Hoof Stuff follow-up

Thanks to everyone who commented yesterday.  It’s interesting that not one person said “Put a set of shoes on him” which would have been my reaction a few years ago!

Just to let you all know, Aero is 100% sound – actually better than he was before I went away.  He tends to become longer on the inside wall on both front feet – you can see this in the heel photos – and my intention is to leave this as ‘he wants’ but to keep rounding it off, so it doesn’t chip.  Kate, I’m a big fan of Rockley Farm already, but to be honest I haven’t the nerve to just leave the feet self-trim.  Maybe if I had my own place, with a Paddock Paradise type track… Speaking of which – Máire, he has a clear heel-first landing, again I think this is even better than it was before my trip to Ireland.  Also, Leah, don’t get me started on willy-washing again!

I will confess to a moment of panic.  Both horses are in a grass paddock overnight at the moment and in their normal, bare paddock by day.  Yesterday evening, as I was moving them, I felt Aero was ‘off’.  I picked out his feet, and they were jammed with mud and pebbles, but no obvious pain-causing stones.  They were ‘normal’ warm (a barefoot hoof is almost always warmer to touch than a shod hoof, I presume because it has better circulation).  Even so, all sorts of scenarios were running through my head – I’d lamed him, he’d sprained a fetlock running around during the day, he was starting laminitis…  It was practically dark and nothing to be done but wait and see how he was in the morning.  And, thankfully, he was prefect.

Anyway, here are the ‘after’ photos.

Right fore :

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Left fore :

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I have two Notes to Self :

  1. Do not adopt self trimming as a strategy.  Re-do the mustang roll every couple of weeks or more often if the feet start to flare.
  2. Having a sharp rasp makes life a lot easier.

I have an interesting clinic coming up in a week’s time, with a lady called Pauline Beulze, hopefully having a session with each horse.  Check out one of her videos here :

Bareback and bridleless is not on my agenda, but if I could do half of what she does in this video with a halter and a saddle I’ll be delighted!

So today I took both boys to the arena for a work and play session.

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Aero waiting patiently

We had fun, half-playing, half-working in the arena.  First thing was that they both wanted to roll, so I whipped their saddles off as fast as I could and started digging at the ground with my foot while saying ‘Couchez’ – that’s my lie-down signal.  It worked – kind of.  They both lay down, Flurry first and then Aero, and I managed to reward them while they were still down.  Flurry spoiled things by taking advantage of Aero while he was on the ground and giving his back a sharp nip – he’s such an opportunist!  Aero ignored that one but gave Flurry a major telling-off when he tried it again a few minutes later.  Cheeky Flurry… but at least it’s not just me that he tries to nibble on.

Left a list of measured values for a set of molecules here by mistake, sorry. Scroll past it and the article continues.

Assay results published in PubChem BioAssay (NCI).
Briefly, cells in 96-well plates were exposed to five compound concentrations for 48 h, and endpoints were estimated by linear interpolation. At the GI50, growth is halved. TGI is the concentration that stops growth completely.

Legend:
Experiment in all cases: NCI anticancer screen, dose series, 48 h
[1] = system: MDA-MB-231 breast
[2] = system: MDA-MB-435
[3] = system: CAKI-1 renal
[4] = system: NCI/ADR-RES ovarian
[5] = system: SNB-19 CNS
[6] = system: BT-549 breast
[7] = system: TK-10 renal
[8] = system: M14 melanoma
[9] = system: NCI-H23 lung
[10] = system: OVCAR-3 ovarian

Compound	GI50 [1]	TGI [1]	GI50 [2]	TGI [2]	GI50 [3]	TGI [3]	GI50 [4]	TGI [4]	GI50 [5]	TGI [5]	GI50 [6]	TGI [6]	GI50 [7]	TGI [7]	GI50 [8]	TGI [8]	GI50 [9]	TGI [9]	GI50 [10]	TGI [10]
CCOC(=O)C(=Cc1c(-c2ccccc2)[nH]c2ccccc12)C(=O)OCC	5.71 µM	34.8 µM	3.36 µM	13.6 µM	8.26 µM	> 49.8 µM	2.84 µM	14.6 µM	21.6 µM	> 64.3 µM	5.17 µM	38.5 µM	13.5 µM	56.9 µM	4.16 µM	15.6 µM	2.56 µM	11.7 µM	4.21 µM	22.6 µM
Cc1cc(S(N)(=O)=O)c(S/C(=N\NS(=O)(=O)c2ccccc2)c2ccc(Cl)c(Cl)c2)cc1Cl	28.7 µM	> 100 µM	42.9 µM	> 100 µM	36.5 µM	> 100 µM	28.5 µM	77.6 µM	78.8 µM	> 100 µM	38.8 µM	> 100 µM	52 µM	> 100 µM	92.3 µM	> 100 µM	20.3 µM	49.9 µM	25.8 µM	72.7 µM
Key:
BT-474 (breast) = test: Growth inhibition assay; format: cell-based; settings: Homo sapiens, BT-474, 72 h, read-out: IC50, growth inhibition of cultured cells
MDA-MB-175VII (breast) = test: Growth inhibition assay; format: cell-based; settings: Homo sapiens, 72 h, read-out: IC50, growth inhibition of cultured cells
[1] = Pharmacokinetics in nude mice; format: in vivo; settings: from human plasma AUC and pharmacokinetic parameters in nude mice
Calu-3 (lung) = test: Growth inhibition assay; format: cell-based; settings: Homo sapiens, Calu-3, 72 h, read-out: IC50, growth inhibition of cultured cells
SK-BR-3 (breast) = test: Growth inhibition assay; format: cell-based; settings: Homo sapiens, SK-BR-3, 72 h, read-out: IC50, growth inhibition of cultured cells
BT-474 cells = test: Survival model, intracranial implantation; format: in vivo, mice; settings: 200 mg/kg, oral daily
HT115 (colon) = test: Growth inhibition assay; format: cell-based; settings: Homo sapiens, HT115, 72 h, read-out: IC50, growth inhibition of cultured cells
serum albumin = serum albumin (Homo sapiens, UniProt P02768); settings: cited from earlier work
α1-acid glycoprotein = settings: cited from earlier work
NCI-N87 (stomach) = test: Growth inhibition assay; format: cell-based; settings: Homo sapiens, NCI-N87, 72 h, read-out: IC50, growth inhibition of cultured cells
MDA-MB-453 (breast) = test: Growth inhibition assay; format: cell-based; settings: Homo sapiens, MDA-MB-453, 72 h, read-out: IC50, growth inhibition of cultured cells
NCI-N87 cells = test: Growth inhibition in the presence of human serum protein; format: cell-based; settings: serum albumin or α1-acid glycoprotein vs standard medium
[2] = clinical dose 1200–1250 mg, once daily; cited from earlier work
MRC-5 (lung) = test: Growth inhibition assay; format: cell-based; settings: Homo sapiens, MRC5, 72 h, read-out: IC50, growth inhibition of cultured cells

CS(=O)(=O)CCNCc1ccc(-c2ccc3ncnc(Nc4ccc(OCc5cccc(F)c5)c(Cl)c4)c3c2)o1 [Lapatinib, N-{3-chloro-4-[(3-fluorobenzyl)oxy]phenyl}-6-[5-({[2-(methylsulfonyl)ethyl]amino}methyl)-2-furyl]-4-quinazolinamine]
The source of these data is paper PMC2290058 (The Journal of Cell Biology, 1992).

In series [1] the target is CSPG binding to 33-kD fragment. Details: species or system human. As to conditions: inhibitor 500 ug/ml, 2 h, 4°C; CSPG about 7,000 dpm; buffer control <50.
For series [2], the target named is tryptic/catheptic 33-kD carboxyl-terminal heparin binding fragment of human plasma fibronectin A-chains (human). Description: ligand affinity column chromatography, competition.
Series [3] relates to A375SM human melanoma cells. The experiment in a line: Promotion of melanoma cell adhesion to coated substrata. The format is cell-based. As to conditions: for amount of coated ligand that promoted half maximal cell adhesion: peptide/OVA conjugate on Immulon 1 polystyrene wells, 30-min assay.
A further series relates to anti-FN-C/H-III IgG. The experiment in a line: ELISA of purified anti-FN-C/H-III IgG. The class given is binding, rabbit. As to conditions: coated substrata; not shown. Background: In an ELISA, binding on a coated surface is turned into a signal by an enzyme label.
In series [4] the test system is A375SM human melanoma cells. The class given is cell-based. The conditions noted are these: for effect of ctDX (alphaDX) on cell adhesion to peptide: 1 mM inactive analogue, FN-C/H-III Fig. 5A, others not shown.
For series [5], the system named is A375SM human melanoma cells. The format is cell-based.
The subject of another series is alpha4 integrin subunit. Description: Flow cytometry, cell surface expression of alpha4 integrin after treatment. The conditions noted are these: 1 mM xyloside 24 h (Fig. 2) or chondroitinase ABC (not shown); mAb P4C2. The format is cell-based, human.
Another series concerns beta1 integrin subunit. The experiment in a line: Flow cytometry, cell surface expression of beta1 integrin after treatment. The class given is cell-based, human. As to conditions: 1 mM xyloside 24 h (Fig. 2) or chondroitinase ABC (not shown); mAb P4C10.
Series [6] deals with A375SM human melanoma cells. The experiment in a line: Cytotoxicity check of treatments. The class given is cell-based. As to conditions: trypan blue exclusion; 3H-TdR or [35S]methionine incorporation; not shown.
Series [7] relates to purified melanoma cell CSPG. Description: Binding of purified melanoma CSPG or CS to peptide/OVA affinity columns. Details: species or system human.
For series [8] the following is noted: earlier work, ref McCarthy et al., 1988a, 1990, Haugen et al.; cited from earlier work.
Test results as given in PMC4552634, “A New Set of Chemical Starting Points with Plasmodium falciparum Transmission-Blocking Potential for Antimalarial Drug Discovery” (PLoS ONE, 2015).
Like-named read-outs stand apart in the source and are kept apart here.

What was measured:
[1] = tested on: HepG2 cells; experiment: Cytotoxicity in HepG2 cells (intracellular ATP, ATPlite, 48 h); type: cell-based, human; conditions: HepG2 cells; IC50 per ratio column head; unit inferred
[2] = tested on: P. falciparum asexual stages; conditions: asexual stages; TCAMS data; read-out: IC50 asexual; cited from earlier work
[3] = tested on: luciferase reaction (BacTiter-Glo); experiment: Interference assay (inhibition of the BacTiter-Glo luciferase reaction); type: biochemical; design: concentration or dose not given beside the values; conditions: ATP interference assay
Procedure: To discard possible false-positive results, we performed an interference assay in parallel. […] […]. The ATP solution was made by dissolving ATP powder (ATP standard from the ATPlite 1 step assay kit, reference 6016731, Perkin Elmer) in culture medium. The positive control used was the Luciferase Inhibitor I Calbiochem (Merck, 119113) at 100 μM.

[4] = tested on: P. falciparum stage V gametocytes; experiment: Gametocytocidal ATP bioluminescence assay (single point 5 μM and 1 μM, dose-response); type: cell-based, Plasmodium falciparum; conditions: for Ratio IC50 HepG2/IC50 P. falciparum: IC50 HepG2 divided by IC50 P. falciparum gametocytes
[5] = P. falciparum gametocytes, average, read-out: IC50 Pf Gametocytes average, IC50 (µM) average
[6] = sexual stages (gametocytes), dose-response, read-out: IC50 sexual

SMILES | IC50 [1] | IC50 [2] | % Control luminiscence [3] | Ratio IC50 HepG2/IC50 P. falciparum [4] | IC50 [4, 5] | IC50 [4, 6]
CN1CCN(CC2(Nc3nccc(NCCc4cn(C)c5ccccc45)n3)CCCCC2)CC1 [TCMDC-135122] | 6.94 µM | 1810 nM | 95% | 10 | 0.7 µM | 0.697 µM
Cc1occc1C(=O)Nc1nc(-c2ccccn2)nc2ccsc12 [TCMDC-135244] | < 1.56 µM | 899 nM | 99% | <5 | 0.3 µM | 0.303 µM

They both wanted to ‘play’ – they lined themselves up in front of me and waited for me to ask them something.  Their best trick is reverse/return,  so I got them to do that, side by side, more or less simultaneously.  Because it’s literally months since I did any ground work with Flurry, I kept things short and simple thereafter.  We did a bit of follow, forwards and backwards, stopping and starting, with Aero on my right and Flurry on my left.  Then I tried something new, asking Aero to stand still while Flurry and I circled around him.  Having one horse wait while the other one does something would be a good thing, I think.

All of that was at liberty, but I then put Flurry on the lunge for a few minutes and refreshed his stop/start signals, after which it was time to ride.  First Aero, while Flurry went into the paddock next door.  Aero was soooo sweet, trying his best with everything I asked, and super-fluid and super-bouncy to ride (see? I didn’t mess up his feet!).  We worked on bendy stuff, with an eye towards the Interdressage Championships this month as well as the Pauline Beulze clinic.  Then it was Flurry’s turn, but Aero didn’t want to stay in the paddock next door.  I let him come back into the arena and he just mooched around sniffing at pooh initially.  It’s ages since I rode Flurry in the halter, so we did some refresher work on turning and lateral flexion after our warm-up.  The lateral flexion work involves standing in one spot, and Aero came over to join us while we were doing that.  Once I’d got a nice response from Flurry on each side, I started playing with Aero as well, from Flurry’s back.  Would he reverse?  I positioned Flurry in front of Aero, gave Aero the reverse cue and off he went!  But much to my surprise, Flurry, on hearing ‘Back’, started to reverse at the same time.   It must have looked pretty cool –  the two boys facing each other, backing up and then moving forwards towards each other again!  Very cute – I’m sure they heard me laughing and praising the boys in Reillanne!  So we reversed and returned a couple of times, then did a few circuits in walk with Aero following at liberty. The flies were starting to get bad at this stage, but we’d all had fun 😀
The last thing I did was set up both horses at the mounting block, one on each side, so I could ride one & lead the other back to their field. As I was getting Flurry into place, Aero literally bumped me with his shoulder : “Hey, get up on me!”
So lucky to have these boys in my life

 

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